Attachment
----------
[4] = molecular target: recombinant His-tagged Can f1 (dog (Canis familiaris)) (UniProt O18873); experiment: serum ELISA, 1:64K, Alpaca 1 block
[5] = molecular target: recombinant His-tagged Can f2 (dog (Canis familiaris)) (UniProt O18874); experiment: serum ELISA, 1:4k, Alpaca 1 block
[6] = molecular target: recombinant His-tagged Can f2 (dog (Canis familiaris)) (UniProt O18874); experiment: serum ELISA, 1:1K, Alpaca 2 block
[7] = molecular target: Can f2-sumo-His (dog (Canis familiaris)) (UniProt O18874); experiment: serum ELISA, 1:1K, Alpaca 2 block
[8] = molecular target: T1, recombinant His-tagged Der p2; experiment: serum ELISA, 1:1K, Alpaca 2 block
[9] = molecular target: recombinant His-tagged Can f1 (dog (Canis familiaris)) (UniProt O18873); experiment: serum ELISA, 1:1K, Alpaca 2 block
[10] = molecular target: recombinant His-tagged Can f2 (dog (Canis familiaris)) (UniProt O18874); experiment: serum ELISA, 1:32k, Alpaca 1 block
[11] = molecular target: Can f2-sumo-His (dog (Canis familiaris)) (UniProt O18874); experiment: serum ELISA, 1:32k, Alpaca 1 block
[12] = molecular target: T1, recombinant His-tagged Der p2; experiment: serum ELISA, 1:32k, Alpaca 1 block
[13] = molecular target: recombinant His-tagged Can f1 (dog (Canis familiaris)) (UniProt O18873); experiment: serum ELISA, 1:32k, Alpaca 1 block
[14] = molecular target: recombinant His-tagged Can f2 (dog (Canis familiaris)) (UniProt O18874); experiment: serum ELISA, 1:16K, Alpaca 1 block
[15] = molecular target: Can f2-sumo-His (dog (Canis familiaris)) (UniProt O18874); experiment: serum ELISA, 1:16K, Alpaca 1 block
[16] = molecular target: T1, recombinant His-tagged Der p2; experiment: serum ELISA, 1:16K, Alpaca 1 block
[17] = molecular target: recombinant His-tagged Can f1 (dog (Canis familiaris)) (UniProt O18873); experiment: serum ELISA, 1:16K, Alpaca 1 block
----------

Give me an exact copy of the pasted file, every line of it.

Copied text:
[4] = molecular target: recombinant His-tagged Can f1 (dog (Canis familiaris)) (UniProt O18873); experiment: serum ELISA, 1:64K, Alpaca 1 block
[5] = molecular target: recombinant His-tagged Can f2 (dog (Canis familiaris)) (UniProt O18874); experiment: serum ELISA, 1:4k, Alpaca 1 block
[6] = molecular target: recombinant His-tagged Can f2 (dog (Canis familiaris)) (UniProt O18874); experiment: serum ELISA, 1:1K, Alpaca 2 block
[7] = molecular target: Can f2-sumo-His (dog (Canis familiaris)) (UniProt O18874); experiment: serum ELISA, 1:1K, Alpaca 2 block
[8] = molecular target: T1, recombinant His-tagged Der p2; experiment: serum ELISA, 1:1K, Alpaca 2 block
[9] = molecular target: recombinant His-tagged Can f1 (dog (Canis familiaris)) (UniProt O18873); experiment: serum ELISA, 1:1K, Alpaca 2 block
[10] = molecular target: recombinant His-tagged Can f2 (dog (Canis familiaris)) (UniProt O18874); experiment: serum ELISA, 1:32k, Alpaca 1 block
[11] = molecular target: Can f2-sumo-His (dog (Canis familiaris)) (UniProt O18874); experiment: serum ELISA, 1:32k, Alpaca 1 block
[12] = molecular target: T1, recombinant His-tagged Der p2; experiment: serum ELISA, 1:32k, Alpaca 1 block
[13] = molecular target: recombinant His-tagged Can f1 (dog (Canis familiaris)) (UniProt O18873); experiment: serum ELISA, 1:32k, Alpaca 1 block
[14] = molecular target: recombinant His-tagged Can f2 (dog (Canis familiaris)) (UniProt O18874); experiment: serum ELISA, 1:16K, Alpaca 1 block
[15] = molecular target: Can f2-sumo-His (dog (Canis familiaris)) (UniProt O18874); experiment: serum ELISA, 1:16K, Alpaca 1 block
[16] = molecular target: T1, recombinant His-tagged Der p2; experiment: serum ELISA, 1:16K, Alpaca 1 block
[17] = molecular target: recombinant His-tagged Can f1 (dog (Canis familiaris)) (UniProt O18873); experiment: serum ELISA, 1:16K, Alpaca 1 block